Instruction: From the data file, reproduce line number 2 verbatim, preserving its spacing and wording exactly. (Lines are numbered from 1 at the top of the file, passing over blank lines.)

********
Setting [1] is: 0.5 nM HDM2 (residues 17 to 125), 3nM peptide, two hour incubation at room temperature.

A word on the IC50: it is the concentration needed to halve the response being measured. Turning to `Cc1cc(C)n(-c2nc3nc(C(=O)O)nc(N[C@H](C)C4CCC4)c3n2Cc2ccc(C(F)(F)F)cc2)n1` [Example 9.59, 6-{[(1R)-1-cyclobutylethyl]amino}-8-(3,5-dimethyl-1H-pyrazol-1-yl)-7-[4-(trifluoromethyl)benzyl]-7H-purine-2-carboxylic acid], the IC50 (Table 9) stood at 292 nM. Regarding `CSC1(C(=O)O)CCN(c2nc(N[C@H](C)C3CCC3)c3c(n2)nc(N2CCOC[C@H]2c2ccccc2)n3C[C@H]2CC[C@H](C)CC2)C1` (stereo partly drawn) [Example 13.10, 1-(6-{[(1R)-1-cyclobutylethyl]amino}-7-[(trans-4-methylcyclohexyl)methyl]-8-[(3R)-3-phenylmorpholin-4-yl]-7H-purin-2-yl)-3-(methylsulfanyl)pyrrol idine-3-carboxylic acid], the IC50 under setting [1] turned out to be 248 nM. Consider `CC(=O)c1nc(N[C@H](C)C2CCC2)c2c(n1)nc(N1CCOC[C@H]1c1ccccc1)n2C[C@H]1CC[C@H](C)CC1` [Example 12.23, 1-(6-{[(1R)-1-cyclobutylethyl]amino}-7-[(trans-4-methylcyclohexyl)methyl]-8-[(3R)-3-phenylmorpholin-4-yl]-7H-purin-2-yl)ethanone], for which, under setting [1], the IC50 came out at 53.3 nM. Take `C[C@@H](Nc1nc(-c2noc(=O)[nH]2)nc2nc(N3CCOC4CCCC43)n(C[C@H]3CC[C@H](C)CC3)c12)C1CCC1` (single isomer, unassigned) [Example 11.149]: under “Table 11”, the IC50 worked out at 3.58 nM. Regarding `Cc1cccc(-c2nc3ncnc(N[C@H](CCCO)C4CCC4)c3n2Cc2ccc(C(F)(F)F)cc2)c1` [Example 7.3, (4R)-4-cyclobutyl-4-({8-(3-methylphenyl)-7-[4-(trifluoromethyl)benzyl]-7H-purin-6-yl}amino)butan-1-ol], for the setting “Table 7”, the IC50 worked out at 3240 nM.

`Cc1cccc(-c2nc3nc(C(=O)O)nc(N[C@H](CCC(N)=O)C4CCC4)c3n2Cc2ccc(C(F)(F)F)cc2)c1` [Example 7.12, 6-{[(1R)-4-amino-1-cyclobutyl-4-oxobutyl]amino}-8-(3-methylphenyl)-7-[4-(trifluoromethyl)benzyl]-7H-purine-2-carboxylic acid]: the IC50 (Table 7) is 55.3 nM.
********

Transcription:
A word on the IC50: it is the concentration needed to halve the response being measured. Turning to `Cc1cc(C)n(-c2nc3nc(C(=O)O)nc(N[C@H](C)C4CCC4)c3n2Cc2ccc(C(F)(F)F)cc2)n1` [Example 9.59, 6-{[(1R)-1-cyclobutylethyl]amino}-8-(3,5-dimethyl-1H-pyrazol-1-yl)-7-[4-(trifluoromethyl)benzyl]-7H-purine-2-carboxylic acid], the IC50 (Table 9) stood at 292 nM. Regarding `CSC1(C(=O)O)CCN(c2nc(N[C@H](C)C3CCC3)c3c(n2)nc(N2CCOC[C@H]2c2ccccc2)n3C[C@H]2CC[C@H](C)CC2)C1` (stereo partly drawn) [Example 13.10, 1-(6-{[(1R)-1-cyclobutylethyl]amino}-7-[(trans-4-methylcyclohexyl)methyl]-8-[(3R)-3-phenylmorpholin-4-yl]-7H-purin-2-yl)-3-(methylsulfanyl)pyrrol idine-3-carboxylic acid], the IC50 under setting [1] turned out to be 248 nM. Consider `CC(=O)c1nc(N[C@H](C)C2CCC2)c2c(n1)nc(N1CCOC[C@H]1c1ccccc1)n2C[C@H]1CC[C@H](C)CC1` [Example 12.23, 1-(6-{[(1R)-1-cyclobutylethyl]amino}-7-[(trans-4-methylcyclohexyl)methyl]-8-[(3R)-3-phenylmorpholin-4-yl]-7H-purin-2-yl)ethanone], for which, under setting [1], the IC50 came out at 53.3 nM. Take `C[C@@H](Nc1nc(-c2noc(=O)[nH]2)nc2nc(N3CCOC4CCCC43)n(C[C@H]3CC[C@H](C)CC3)c12)C1CCC1` (single isomer, unassigned) [Example 11.149]: under “Table 11”, the IC50 worked out at 3.58 nM. Regarding `Cc1cccc(-c2nc3ncnc(N[C@H](CCCO)C4CCC4)c3n2Cc2ccc(C(F)(F)F)cc2)c1` [Example 7.3, (4R)-4-cyclobutyl-4-({8-(3-methylphenyl)-7-[4-(trifluoromethyl)benzyl]-7H-purin-6-yl}amino)butan-1-ol], for the setting “Table 7”, the IC50 worked out at 3240 nM.